The Farmers (Empowerment and Protection) Agreement on Price Assurance and Farm Services Act, 2020 is an act of the Indian Government that creates a national framework for contract farming through an agreement between a farmer and a buyer before the production or rearing of any farm produces.

An Act to provide for a national framework on farming agreements that protects and empowers farmers to engage with agri-business firms, processors, wholesalers, exporters or large retailers. It was first promulgated by the Union Cabinet on 5 June 2020.

The Lok Sabha approved both bills on 17 September 2020, and Rajya Sabha on 20 September 2020. For the latter, the Official Opposition demanded physical voting instead of voice voting, but to no effect. Voting rules of Rajya Sabha state that members of the House can challenge the voice voting decision, in which case the votes need to be recorded. The Vice-Chairman of the Rajya Sabha passed the Bill with only voice voting and claimed that the Opposition had created chaos since the rules state that division voting required all members to remain seated while maintaining decorum. Subsequently, this claim was found to be factually incorrect.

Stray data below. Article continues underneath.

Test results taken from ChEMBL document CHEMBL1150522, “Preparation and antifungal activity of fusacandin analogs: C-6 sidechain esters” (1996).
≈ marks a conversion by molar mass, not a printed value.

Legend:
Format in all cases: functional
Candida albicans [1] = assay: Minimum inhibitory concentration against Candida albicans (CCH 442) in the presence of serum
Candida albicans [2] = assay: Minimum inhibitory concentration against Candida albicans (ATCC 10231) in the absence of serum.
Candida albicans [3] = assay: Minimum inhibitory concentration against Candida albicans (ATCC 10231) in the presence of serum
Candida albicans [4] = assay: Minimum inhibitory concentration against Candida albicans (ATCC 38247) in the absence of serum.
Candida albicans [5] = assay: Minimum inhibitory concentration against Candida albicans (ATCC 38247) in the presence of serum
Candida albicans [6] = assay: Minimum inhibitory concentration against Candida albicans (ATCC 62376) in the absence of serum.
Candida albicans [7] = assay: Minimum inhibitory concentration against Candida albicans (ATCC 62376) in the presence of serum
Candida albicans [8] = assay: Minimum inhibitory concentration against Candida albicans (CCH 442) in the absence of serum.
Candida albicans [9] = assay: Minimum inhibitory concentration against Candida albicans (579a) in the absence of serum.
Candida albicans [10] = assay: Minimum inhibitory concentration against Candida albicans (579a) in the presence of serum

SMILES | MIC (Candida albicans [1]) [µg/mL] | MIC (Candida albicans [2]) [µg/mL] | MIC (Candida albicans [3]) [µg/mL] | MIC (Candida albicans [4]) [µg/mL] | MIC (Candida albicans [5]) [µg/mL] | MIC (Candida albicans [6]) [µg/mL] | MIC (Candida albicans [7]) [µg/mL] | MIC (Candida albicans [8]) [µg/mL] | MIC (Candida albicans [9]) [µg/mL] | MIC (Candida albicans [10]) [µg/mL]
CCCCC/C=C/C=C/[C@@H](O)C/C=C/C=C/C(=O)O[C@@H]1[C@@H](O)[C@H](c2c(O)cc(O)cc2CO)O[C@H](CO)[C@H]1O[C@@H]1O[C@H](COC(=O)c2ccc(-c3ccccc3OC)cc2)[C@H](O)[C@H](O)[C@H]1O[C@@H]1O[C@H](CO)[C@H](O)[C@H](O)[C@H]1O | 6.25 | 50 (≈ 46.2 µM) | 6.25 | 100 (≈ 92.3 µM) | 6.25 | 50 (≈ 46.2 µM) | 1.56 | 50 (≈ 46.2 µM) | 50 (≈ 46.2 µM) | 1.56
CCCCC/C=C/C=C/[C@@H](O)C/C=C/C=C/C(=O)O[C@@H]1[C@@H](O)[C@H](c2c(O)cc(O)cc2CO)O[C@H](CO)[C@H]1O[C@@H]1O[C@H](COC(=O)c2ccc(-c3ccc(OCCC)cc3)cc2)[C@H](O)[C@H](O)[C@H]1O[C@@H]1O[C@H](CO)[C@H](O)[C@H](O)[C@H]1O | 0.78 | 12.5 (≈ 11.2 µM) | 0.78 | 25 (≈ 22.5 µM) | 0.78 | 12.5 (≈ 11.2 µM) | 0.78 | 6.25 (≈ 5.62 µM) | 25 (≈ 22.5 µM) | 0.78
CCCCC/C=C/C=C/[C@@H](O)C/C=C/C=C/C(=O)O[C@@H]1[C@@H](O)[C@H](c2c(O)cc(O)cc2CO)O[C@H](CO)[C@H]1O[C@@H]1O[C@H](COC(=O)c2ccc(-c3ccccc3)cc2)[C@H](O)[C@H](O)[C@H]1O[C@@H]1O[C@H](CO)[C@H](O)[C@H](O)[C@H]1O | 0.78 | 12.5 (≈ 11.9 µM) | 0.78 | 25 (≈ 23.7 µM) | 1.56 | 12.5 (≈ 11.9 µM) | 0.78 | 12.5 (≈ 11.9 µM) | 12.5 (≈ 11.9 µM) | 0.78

The Government had claimed that the Act helps protect farmers engaging with agribusiness firms, processors, wholesalers, exporters, or large retailers for farm services and sale of future farming produce by a mutually-agreed lucrative price framework fairly and transparently through a contract.

The Act provided for a 3-level dispute settlement mechanism by the conciliation board, Sub-Divisional Magistrate, and Appellate Authority. The agreement had to provide for a conciliation board as well as a conciliation process for the settlement of disputes. This provision was unacceptable to the farmers. 

The Act faced bitter criticism from farmers because it overlooked farmer's interests.

Since the Appellate Authority under the repealed law was the highest level of appeal for the farmer against any private entity, the farmer is effectively prevented from moving the Court. The Act was highly skewed in favor of private entities as the individual farmers did not have the resources that private companies had.